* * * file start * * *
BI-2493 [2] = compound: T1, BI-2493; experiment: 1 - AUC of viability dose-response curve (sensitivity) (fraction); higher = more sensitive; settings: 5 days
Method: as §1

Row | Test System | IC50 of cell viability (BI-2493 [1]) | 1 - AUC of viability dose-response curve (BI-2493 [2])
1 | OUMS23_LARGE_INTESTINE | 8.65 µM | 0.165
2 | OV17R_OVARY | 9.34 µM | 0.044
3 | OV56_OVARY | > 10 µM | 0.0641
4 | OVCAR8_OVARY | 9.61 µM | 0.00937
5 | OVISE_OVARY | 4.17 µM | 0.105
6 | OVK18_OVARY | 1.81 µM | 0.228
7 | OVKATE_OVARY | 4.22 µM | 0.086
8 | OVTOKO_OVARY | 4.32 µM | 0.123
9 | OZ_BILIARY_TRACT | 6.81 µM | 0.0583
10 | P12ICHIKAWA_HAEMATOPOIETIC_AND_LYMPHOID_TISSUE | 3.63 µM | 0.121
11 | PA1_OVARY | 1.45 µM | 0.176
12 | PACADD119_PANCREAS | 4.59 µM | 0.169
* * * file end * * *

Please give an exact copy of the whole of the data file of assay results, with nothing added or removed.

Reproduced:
BI-2493 [2] = compound: T1, BI-2493; experiment: 1 - AUC of viability dose-response curve (sensitivity) (fraction); higher = more sensitive; settings: 5 days
Method: as §1

Row | Test System | IC50 of cell viability (BI-2493 [1]) | 1 - AUC of viability dose-response curve (BI-2493 [2])
1 | OUMS23_LARGE_INTESTINE | 8.65 µM | 0.165
2 | OV17R_OVARY | 9.34 µM | 0.044
3 | OV56_OVARY | > 10 µM | 0.0641
4 | OVCAR8_OVARY | 9.61 µM | 0.00937
5 | OVISE_OVARY | 4.17 µM | 0.105
6 | OVK18_OVARY | 1.81 µM | 0.228
7 | OVKATE_OVARY | 4.22 µM | 0.086
8 | OVTOKO_OVARY | 4.32 µM | 0.123
9 | OZ_BILIARY_TRACT | 6.81 µM | 0.0583
10 | P12ICHIKAWA_HAEMATOPOIETIC_AND_LYMPHOID_TISSUE | 3.63 µM | 0.121
11 | PA1_OVARY | 1.45 µM | 0.176
12 | PACADD119_PANCREAS | 4.59 µM | 0.169